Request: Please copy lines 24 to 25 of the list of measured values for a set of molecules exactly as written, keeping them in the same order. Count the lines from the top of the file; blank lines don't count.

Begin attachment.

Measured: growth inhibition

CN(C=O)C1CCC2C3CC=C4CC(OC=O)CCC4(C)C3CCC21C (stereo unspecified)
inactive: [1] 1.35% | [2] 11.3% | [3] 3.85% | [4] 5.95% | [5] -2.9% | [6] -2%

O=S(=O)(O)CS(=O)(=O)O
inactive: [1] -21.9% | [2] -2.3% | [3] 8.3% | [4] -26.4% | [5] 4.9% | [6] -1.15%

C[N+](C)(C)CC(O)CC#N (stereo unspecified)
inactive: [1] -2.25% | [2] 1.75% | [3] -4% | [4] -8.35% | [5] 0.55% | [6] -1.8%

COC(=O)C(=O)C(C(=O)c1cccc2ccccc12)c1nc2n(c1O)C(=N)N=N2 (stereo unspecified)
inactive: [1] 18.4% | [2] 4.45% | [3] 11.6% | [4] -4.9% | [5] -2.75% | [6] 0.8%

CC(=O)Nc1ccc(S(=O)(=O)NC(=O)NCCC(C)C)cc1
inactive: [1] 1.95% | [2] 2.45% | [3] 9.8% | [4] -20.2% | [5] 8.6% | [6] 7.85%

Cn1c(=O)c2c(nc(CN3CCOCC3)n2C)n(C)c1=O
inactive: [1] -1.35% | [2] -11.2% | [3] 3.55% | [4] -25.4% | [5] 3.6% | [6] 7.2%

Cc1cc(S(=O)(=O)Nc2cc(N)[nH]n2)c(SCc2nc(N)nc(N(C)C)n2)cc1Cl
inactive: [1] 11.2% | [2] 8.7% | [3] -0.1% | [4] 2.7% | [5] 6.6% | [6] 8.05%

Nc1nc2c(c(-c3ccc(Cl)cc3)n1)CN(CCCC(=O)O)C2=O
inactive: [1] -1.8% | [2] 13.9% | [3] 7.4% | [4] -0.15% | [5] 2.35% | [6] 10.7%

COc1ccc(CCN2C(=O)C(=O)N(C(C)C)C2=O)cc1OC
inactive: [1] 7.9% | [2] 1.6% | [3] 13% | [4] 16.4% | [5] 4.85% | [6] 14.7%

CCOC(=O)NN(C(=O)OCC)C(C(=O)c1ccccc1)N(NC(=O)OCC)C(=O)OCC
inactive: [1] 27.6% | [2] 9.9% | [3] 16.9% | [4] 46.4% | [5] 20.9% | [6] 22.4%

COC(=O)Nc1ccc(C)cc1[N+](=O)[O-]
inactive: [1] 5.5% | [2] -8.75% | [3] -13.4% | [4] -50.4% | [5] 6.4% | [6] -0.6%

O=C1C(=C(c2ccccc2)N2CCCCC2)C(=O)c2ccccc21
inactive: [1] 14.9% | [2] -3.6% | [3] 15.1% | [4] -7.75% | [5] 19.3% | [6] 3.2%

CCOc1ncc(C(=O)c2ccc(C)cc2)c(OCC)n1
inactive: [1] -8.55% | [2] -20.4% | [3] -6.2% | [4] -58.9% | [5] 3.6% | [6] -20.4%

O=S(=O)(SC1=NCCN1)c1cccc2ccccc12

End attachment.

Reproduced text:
O=C1C(=C(c2ccccc2)N2CCCCC2)C(=O)c2ccccc21
inactive: [1] 14.9% | [2] -3.6% | [3] 15.1% | [4] -7.75% | [5] 19.3% | [6] 3.2%